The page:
Water hyacinth (Eichhornia crassipes) causes ecological and economic problems because it grows very fast and quickly consumes nutrients and oxygen in water bodies, affecting both the flora and fauna; besides, it can form blockages in the waterways, hindering fishing and boat use. However, this plant contains bioactive compounds that can be used to produce biofuels. This study investigated the effect of various substrates as feedstock for biogas production. A 125-l plug-flow anaerobic digester was utilized and the hydraulic retention time was 14 days; cow dung was inoculated into water hyacinth at a 2:1 mass ratio over 7 days. The maximum biogas yield, achieved using a mixture of natural water hyacinth and water (NWH-W), was 0.398 l/g volatile solids (VS). The cow dung/water (CD-W), hydrothermally pretreated water hyacinth/digestate, and hydrothermally pretreated water hyacinth/water (TWH-W) mixtures reached biogas yields of 0.239, 0.2198, and 0.115 l/g VS, respectively. The NWH-W composition was 70.57% CH4, 12.26% CO2, 1.32% H2S, and 0.65% NH3. The modified Gompertz kinetic model provided data satisfactorily compatible with the experimental one to determine the biogas production from various substrates. TWH-W and NWH-W achieved, respectively, the shortest and (6.561 days) and the longest (7.281 days) lag phase, the lowest (0.133 (l/g VS)/day) and the highest (0.446 (l/g VS)/day) biogas production rate, and the maximum and (15.719 l/g VS) and minimum (4.454 l/g VS) biogas yield potential.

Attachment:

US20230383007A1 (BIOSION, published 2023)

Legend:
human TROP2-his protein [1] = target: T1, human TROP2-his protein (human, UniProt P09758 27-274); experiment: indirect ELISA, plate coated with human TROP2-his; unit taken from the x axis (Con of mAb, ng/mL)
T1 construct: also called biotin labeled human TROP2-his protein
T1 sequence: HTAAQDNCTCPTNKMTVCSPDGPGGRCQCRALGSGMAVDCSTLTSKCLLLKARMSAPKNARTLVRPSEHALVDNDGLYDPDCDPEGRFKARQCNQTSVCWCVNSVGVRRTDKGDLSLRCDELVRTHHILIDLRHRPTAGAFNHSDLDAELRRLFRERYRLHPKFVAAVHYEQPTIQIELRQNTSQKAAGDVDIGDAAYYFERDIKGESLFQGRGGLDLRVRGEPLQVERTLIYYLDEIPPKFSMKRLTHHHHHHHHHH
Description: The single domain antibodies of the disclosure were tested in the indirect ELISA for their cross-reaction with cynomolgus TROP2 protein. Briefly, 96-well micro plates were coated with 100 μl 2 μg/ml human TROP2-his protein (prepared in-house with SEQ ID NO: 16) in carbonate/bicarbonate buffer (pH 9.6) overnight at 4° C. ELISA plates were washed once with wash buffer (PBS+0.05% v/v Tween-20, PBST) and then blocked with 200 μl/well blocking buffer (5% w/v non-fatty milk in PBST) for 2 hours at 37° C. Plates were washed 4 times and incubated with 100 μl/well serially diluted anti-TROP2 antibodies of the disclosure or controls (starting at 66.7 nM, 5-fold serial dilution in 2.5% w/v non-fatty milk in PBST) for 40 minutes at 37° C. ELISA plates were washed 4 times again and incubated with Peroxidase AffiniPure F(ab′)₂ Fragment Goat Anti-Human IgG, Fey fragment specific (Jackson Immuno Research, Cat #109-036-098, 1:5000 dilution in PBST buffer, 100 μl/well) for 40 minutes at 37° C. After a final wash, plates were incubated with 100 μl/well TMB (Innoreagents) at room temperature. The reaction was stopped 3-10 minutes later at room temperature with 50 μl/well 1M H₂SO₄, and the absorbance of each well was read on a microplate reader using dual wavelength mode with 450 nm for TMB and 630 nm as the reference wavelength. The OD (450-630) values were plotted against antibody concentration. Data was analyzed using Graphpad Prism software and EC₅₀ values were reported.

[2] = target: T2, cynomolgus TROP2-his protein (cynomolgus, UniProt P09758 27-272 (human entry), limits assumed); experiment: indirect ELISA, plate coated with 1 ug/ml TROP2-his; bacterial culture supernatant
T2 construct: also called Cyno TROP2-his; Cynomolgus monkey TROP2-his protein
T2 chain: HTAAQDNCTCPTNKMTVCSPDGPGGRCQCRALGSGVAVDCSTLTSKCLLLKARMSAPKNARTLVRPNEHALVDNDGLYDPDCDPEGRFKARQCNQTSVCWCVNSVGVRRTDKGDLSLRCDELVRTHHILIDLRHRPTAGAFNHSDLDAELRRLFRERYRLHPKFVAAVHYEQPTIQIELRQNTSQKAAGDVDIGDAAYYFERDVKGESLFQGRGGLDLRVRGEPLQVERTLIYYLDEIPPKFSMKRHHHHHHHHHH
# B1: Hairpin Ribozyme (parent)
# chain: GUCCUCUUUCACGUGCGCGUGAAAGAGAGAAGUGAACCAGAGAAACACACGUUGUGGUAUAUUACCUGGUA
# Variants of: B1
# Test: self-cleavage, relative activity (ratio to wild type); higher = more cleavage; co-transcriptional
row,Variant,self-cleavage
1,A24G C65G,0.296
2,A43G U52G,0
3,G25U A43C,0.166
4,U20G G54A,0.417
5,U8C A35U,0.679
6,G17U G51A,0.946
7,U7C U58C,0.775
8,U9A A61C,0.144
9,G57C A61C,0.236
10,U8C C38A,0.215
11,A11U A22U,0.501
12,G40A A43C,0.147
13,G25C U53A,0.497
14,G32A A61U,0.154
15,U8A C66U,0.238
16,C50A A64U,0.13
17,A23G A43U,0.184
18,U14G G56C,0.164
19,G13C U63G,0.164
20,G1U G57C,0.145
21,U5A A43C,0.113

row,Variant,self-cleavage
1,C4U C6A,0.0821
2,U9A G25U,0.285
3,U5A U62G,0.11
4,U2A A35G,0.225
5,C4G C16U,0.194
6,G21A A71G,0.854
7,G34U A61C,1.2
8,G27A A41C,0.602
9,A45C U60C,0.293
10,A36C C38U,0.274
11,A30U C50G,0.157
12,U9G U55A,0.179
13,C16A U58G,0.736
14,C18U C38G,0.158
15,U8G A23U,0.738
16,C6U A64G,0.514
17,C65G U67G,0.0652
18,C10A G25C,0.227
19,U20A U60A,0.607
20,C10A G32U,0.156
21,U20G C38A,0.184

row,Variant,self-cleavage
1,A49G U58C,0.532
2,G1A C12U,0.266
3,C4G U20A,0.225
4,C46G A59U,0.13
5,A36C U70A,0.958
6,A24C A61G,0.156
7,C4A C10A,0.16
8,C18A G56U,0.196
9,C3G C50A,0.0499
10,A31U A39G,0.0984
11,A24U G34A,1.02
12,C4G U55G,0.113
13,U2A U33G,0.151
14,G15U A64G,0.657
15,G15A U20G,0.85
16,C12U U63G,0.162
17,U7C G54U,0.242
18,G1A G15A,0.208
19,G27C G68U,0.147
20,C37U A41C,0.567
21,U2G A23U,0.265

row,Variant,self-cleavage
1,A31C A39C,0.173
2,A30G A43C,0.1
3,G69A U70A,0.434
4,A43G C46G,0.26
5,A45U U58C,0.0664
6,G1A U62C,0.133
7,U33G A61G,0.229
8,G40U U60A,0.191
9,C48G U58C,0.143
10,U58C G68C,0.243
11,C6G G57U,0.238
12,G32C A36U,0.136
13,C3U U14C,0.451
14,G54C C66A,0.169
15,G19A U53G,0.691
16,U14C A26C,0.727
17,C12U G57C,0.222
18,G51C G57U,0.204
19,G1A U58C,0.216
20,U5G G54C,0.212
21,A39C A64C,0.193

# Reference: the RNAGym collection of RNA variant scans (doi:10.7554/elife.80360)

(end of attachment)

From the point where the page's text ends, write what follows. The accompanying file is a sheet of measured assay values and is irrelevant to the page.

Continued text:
Original languageEnglish
Pages (from-to)27-35
Number of pages9
JournalInternational Journal of Renewable Energy Development
Issue number1
Publication statusPublished - 2020


  • Anaerobic digester
  • Biogas
  • Cow dung
  • Hydraulic retention time
  • Water hyacinth


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